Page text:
Back in more primitive times, notebooks were generally only available with either lined or plain paper. Times gradually moved on, and squared paper became more common, escaping being typecast as 'graph paper', thought of as only being good for lab notebooks for scientists and students. Oh, we thought we were so advanced with our square grids, but then a calculator with an LED screen was once the epitome of pocket technology, and we thought our Parka coats with furry-edged hoods were so great.
But times continued to move on. Now, we have iPhones, The North Face jackets with Gore-Tex fabric, and dot grid paper in our notebooks. It takes the best features of squared grids, but makes them less obtrusive.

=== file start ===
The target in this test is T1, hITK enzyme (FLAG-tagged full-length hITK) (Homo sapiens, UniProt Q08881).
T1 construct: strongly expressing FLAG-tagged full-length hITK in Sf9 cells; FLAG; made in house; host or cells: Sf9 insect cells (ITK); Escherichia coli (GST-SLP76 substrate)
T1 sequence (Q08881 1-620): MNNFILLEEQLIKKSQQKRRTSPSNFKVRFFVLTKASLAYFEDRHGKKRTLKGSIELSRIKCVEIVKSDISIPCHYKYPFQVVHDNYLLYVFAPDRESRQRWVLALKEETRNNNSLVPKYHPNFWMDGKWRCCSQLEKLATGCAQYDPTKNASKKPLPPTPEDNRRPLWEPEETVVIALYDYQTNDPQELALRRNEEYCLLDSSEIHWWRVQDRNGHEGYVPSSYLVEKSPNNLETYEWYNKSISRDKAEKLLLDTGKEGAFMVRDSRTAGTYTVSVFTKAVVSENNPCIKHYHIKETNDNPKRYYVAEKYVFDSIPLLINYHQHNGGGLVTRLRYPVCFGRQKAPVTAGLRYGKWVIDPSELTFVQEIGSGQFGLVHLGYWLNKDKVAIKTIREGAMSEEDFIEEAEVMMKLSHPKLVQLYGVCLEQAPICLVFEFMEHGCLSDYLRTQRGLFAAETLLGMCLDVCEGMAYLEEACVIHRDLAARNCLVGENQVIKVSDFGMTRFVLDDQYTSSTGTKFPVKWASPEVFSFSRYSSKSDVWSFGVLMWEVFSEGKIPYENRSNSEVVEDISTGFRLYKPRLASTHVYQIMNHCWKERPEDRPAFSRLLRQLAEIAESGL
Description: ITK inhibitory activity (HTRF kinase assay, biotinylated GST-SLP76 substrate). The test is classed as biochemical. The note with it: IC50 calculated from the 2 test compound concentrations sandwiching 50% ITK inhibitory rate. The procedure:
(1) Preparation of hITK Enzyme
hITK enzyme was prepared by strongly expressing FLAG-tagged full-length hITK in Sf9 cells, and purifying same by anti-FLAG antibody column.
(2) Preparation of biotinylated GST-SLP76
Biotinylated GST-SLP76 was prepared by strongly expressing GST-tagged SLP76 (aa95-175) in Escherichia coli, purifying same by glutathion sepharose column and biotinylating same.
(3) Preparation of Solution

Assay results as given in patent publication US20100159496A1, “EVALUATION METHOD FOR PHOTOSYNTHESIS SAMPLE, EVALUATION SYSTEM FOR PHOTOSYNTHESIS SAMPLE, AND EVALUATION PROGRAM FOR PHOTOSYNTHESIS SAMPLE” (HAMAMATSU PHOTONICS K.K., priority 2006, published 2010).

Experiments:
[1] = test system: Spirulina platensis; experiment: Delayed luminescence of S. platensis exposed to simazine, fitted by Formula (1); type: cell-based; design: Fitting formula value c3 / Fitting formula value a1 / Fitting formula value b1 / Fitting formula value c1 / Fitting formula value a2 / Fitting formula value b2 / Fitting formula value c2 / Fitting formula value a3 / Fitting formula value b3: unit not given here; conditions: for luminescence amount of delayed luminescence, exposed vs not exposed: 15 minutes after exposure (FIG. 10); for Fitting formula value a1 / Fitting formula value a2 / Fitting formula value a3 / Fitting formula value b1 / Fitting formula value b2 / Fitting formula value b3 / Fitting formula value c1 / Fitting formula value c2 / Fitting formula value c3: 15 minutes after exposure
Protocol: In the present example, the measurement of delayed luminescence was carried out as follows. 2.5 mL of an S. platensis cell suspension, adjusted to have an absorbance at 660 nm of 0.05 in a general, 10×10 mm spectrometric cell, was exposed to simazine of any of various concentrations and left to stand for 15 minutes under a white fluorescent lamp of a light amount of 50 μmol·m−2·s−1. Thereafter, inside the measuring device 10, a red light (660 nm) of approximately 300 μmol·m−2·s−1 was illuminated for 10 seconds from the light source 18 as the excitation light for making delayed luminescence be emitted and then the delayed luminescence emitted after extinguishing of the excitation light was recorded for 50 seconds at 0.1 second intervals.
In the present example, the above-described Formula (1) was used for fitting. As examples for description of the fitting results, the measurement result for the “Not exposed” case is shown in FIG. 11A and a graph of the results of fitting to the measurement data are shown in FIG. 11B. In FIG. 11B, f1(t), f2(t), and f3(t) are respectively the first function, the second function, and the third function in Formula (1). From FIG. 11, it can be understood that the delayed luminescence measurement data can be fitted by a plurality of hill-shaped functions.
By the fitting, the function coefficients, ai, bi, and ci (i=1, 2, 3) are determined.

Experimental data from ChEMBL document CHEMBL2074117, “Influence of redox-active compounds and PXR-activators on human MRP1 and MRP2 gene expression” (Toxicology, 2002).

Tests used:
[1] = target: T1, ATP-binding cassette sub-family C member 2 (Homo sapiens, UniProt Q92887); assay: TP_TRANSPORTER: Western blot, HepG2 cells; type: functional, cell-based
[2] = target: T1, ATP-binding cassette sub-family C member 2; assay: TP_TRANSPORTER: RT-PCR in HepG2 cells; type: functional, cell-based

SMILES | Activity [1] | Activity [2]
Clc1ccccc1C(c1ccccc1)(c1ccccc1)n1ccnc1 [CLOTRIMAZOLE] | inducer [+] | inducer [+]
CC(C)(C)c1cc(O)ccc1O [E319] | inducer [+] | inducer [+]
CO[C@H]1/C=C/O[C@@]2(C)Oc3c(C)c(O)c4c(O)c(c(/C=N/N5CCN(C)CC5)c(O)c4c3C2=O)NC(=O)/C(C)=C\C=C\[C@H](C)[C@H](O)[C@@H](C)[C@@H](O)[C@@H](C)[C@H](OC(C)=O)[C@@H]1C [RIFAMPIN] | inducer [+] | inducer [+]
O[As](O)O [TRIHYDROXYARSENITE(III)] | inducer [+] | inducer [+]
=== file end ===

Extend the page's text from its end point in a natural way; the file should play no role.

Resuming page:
You can write in straight lines - just use a line of dots as the line to write on, and as with squared paper, you can use two or three gaps for bigger writing.
Turn the page sideways, and just use the dots in the other direction to keep your writing straight.
Mix in drawings and diagrams, and the dots don't get in the way too much - and you can use them to follow 45-degree diagonals, or even more angles in between.
Because there are only dots there, instead of complete lines, they don't get in the way as much - less visual clutter to distract from your notes.
Dot-grid notebooks are perfect for general notebooks, because they impose less structure on the page.